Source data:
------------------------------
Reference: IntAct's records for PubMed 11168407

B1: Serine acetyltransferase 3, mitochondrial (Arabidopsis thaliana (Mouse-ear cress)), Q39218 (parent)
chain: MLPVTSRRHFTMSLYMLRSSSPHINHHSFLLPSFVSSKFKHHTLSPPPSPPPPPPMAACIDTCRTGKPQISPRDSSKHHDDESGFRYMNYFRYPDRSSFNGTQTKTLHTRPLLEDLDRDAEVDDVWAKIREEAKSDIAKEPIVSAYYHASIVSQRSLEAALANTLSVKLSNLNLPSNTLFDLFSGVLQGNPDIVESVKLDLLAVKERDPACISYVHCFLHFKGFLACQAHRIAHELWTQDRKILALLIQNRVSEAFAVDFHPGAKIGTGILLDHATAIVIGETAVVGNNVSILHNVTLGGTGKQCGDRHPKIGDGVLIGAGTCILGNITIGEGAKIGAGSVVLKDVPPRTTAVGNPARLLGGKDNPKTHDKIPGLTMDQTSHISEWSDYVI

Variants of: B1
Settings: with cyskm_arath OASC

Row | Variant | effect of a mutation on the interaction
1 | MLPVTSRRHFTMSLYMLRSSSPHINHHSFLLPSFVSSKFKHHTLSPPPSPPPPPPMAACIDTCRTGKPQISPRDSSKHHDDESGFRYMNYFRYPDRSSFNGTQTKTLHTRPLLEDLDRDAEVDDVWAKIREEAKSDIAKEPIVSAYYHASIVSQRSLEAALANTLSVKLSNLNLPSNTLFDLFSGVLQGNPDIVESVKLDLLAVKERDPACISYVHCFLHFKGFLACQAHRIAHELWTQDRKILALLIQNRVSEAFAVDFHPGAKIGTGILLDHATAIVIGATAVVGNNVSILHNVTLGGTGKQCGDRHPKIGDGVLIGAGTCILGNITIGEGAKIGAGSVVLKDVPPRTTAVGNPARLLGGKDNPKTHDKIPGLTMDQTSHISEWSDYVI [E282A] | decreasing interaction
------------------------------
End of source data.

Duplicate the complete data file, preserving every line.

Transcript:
Reference: IntAct's records for PubMed 11168407

B1: Serine acetyltransferase 3, mitochondrial (Arabidopsis thaliana (Mouse-ear cress)), Q39218 (parent)
chain: MLPVTSRRHFTMSLYMLRSSSPHINHHSFLLPSFVSSKFKHHTLSPPPSPPPPPPMAACIDTCRTGKPQISPRDSSKHHDDESGFRYMNYFRYPDRSSFNGTQTKTLHTRPLLEDLDRDAEVDDVWAKIREEAKSDIAKEPIVSAYYHASIVSQRSLEAALANTLSVKLSNLNLPSNTLFDLFSGVLQGNPDIVESVKLDLLAVKERDPACISYVHCFLHFKGFLACQAHRIAHELWTQDRKILALLIQNRVSEAFAVDFHPGAKIGTGILLDHATAIVIGETAVVGNNVSILHNVTLGGTGKQCGDRHPKIGDGVLIGAGTCILGNITIGEGAKIGAGSVVLKDVPPRTTAVGNPARLLGGKDNPKTHDKIPGLTMDQTSHISEWSDYVI

Variants of: B1
Settings: with cyskm_arath OASC

Row | Variant | effect of a mutation on the interaction
1 | MLPVTSRRHFTMSLYMLRSSSPHINHHSFLLPSFVSSKFKHHTLSPPPSPPPPPPMAACIDTCRTGKPQISPRDSSKHHDDESGFRYMNYFRYPDRSSFNGTQTKTLHTRPLLEDLDRDAEVDDVWAKIREEAKSDIAKEPIVSAYYHASIVSQRSLEAALANTLSVKLSNLNLPSNTLFDLFSGVLQGNPDIVESVKLDLLAVKERDPACISYVHCFLHFKGFLACQAHRIAHELWTQDRKILALLIQNRVSEAFAVDFHPGAKIGTGILLDHATAIVIGATAVVGNNVSILHNVTLGGTGKQCGDRHPKIGDGVLIGAGTCILGNITIGEGAKIGAGSVVLKDVPPRTTAVGNPARLLGGKDNPKTHDKIPGLTMDQTSHISEWSDYVI [E282A] | decreasing interaction